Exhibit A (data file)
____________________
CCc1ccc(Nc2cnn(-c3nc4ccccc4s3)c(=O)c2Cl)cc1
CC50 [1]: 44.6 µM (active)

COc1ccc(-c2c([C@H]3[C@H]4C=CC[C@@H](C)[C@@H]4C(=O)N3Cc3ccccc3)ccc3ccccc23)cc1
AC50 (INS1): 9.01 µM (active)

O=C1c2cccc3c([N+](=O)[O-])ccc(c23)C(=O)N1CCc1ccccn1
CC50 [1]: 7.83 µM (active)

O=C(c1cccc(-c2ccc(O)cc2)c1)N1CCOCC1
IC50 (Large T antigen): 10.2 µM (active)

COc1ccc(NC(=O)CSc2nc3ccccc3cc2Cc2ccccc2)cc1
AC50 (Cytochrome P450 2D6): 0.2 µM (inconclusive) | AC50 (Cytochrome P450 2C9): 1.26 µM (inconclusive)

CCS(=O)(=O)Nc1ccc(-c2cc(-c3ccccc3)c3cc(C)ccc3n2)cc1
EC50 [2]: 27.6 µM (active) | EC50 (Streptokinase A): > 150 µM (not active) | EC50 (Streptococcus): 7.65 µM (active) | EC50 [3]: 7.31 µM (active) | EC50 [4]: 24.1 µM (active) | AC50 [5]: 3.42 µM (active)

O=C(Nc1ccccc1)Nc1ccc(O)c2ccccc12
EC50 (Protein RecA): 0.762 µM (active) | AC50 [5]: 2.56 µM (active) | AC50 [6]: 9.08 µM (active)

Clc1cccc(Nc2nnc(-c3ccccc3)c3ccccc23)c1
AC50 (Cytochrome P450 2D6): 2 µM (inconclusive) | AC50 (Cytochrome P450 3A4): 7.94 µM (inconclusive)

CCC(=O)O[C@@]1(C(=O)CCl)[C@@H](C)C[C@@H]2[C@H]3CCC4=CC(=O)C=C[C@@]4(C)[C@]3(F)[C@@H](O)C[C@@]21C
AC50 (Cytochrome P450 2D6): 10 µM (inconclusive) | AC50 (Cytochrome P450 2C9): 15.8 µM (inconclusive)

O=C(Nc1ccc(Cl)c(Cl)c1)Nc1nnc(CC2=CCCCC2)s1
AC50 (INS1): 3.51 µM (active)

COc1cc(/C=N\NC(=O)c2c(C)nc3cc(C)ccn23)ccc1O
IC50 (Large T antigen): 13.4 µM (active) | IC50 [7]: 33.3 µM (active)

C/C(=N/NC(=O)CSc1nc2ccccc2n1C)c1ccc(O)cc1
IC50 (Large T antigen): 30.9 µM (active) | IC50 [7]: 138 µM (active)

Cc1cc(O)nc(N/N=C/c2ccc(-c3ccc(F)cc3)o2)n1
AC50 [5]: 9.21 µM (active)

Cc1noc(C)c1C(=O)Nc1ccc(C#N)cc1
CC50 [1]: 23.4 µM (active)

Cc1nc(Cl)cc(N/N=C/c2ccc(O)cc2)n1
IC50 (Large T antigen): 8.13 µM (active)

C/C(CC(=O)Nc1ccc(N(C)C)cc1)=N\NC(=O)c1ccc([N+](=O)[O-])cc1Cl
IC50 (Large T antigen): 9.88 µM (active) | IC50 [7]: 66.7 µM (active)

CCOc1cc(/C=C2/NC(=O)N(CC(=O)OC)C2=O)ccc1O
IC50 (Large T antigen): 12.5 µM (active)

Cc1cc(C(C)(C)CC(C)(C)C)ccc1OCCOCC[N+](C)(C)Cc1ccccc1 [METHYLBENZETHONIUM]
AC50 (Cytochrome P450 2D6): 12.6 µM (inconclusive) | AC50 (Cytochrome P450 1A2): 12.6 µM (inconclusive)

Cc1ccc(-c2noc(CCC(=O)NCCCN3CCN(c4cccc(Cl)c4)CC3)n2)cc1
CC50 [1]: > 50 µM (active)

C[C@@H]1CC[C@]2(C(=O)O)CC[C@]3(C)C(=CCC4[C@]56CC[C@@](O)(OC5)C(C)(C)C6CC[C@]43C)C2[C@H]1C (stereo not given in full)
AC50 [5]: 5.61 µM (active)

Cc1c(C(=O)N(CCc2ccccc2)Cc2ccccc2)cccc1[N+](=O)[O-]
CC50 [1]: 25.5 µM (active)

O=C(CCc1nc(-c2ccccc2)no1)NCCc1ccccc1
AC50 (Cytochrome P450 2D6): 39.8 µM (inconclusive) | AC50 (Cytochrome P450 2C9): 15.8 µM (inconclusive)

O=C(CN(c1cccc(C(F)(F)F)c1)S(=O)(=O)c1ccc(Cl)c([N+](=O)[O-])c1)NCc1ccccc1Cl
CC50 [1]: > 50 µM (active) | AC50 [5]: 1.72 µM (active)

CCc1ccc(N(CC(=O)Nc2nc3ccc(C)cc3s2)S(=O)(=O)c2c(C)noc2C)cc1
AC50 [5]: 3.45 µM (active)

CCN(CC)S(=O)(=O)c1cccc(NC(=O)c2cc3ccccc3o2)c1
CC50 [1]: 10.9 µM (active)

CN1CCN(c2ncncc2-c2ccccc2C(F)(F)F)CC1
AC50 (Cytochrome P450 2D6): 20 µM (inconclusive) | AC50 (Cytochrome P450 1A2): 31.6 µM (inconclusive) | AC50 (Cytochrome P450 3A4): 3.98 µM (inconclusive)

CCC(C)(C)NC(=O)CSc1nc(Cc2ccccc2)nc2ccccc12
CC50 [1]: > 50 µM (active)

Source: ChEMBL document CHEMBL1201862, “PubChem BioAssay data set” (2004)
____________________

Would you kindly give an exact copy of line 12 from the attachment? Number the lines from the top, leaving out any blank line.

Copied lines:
EC50 [2]: 27.6 µM (active) | EC50 (Streptokinase A): > 150 µM (not active) | EC50 (Streptococcus): 7.65 µM (active) | EC50 [3]: 7.31 µM (active) | EC50 [4]: 24.1 µM (active) | AC50 [5]: 3.42 µM (active)